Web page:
National Australia Bank (NAB) and Visa have embarked on a major roll-out of contactless payments readers that will see 2500 delivered to merchants by Christmas.
The first stage of the deployment will involve 500 merchants - including Sumo Salad and Pancake Parlour - in Melbourne this month.
Customers will be able to pay for purchases of up to A$100 by holding their Visa payWave-enabled cards against the readers. The readers are based on EMV chip technology with payments made via radio frequency. The payment information includes an encrypted security code that is unique to each transaction.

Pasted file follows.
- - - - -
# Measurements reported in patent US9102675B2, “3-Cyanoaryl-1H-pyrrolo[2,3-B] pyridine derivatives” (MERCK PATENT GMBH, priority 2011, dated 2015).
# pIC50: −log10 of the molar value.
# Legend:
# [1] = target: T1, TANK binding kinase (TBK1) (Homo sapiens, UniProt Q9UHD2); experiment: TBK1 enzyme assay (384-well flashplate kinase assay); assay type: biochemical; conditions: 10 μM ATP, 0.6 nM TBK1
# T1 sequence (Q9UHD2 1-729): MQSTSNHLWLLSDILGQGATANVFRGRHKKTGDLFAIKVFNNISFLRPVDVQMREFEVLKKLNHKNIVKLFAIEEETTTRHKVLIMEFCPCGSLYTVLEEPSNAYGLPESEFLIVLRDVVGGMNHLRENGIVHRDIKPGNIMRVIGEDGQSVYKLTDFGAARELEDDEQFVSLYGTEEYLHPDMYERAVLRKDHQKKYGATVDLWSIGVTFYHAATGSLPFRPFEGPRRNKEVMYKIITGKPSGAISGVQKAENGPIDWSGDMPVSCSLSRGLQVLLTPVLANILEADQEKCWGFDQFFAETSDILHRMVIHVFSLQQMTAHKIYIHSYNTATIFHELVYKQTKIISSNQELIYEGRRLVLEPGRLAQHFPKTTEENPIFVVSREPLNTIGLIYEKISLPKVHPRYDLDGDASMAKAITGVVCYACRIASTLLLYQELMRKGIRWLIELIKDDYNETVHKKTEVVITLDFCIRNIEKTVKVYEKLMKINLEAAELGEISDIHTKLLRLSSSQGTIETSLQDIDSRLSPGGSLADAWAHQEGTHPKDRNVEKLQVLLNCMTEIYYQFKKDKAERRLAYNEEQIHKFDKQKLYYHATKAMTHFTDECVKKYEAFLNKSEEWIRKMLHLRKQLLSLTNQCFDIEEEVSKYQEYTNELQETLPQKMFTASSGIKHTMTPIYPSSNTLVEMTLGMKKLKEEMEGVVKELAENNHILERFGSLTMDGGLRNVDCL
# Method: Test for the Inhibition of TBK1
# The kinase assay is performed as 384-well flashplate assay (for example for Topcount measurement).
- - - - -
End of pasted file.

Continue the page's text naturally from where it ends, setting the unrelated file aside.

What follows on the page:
Steve Aliferis, executive general manager, working capital solutions, NAB, says: "The motivation for merchants to go contactless is customer convenience and the cost savings and revenue uplift associated with faster throughput and reduced cash handling costs."
Earlier this year the bank revealed it is looking at a commercial launch of contactless mobile payments after a three-month trial at Melbourne's Docklands "exceeded expectations" and indicated a strong consumer appetite for the technology.
Commonwealth Bank of Australia and MasterCard are also pushing the technology and aim to install 5000 readers by the end of the year.